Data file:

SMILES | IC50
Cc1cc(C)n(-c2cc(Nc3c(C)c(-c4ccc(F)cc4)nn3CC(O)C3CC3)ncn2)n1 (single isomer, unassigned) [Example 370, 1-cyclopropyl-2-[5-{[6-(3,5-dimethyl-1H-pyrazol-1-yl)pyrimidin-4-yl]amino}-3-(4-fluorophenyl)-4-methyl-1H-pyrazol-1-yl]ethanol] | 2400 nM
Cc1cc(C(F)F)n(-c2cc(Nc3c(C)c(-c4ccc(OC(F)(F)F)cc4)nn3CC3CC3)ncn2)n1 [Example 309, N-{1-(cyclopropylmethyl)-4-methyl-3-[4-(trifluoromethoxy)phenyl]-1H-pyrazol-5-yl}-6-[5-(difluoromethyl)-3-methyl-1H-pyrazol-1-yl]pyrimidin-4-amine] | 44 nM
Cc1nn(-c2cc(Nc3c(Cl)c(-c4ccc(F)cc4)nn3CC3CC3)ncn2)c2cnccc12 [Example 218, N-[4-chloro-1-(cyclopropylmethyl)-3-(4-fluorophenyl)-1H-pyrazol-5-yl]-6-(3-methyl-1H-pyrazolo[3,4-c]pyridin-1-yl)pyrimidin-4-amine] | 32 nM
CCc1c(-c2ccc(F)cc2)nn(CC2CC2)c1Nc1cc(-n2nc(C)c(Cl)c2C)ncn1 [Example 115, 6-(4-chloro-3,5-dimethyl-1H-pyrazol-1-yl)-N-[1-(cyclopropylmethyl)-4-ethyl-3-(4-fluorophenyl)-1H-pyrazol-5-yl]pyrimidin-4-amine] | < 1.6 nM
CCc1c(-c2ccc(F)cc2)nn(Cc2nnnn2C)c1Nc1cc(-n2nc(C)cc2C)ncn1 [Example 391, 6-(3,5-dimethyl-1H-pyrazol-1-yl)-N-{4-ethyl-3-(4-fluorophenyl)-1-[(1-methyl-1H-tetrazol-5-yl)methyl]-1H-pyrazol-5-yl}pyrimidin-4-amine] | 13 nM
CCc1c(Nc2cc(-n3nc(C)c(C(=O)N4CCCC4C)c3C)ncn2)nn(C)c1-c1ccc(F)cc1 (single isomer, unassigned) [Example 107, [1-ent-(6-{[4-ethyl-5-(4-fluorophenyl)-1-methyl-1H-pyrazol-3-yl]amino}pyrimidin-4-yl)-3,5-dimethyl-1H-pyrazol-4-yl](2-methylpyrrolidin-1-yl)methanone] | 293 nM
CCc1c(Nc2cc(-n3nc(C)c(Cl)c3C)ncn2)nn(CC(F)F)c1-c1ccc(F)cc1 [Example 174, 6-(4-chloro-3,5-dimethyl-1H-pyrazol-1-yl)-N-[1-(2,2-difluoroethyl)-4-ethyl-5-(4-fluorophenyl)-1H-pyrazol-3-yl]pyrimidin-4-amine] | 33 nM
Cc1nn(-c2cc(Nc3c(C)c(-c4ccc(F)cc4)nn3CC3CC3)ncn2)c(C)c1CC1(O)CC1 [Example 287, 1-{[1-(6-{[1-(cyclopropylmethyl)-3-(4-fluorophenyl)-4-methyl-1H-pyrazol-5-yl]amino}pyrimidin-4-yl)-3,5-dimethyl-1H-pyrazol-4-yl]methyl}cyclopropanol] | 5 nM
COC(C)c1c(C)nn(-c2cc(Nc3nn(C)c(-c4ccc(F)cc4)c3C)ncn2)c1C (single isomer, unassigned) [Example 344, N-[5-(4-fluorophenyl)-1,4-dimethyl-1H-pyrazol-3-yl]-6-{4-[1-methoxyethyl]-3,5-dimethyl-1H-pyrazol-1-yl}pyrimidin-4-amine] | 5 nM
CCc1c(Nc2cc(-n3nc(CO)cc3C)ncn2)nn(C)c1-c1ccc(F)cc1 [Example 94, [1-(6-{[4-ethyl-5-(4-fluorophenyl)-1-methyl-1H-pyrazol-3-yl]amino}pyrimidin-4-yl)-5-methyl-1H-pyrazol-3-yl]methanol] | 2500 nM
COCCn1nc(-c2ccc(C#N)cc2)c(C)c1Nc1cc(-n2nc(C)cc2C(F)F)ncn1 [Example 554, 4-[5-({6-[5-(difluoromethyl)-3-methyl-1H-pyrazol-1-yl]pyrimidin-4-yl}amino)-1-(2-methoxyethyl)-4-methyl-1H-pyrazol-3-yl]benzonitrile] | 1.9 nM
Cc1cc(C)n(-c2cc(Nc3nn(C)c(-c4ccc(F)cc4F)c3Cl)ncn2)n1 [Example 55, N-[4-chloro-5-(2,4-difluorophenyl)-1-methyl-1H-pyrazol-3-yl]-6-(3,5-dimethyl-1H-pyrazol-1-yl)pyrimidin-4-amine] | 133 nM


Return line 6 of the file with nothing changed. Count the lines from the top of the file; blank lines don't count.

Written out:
CCc1c(-c2ccc(F)cc2)nn(Cc2nnnn2C)c1Nc1cc(-n2nc(C)cc2C)ncn1 [Example 391, 6-(3,5-dimethyl-1H-pyrazol-1-yl)-N-{4-ethyl-3-(4-fluorophenyl)-1-[(1-methyl-1H-tetrazol-5-yl)methyl]-1H-pyrazol-5-yl}pyrimidin-4-amine] | 13 nM